This is why, following the example of a seminar on this topic organised by SK NOC, the ASAP team decided to invite one of the most prominent experts on the topic, Prof. Dr. Natalie Essig, Head of Institute for Building Climatology at the Faculty of Architecture of the Munich University of Applied Sciences, to talk about the basic concepts pertaining to sustainable sport infrastructure and to introduce its advantages.

Over twenty participants representing Olympic movement organisations (NOCs, IOC, EOC EU Office), International Sport Federations (FIFA) and national-level institutions took part in the very useful journey through the history of sport infrastructure, the challenges it currently faces, the relevant sustainability assessment methods, and finally, through the sustainable criteria for sport facilities. Going well beyond environmental and ecological aspects, the framework of sustainable sport infrastructure criteria, as presented by Prof. Essig, is comprehensive and takes into account the whole life cycle of the infrastructure as well as its impact on people, planet and the economy:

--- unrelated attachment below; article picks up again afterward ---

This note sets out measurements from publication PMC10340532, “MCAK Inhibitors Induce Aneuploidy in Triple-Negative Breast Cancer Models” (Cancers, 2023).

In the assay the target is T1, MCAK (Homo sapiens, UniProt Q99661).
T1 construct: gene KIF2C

·Ecological quality (energy, water, materials, area consumption, recycling etc.)

    ·Social and functional quality (comfort, health, user-friendliness, barrier-free accessibility, multi-functionality etc.)

    ·Economical quality (life-cycle costs, economic efficiency etc.)

    ·Technical characteristics (fire protection, acoustics, building shell, deconstruction, maintenance etc.)

    ·Process quality (master planning, integral planning, tender process, construction site, monitoring etc.)

    ·Site quality (risks, transport etc.)

    ·Sport-functional quality (integration into existing urban structure, re-use, sport-functional aspects, user quality etc.)

While applying the whole set of criteria may be impossible for small infrastructural projects, especially those at grassroots level, all new construction and reconstruction initiatives can, and indeed, should be look at through the sustainability lenses, even if it means that only the basic criteria are taken into account (see below). Every step, not matter how big, counts.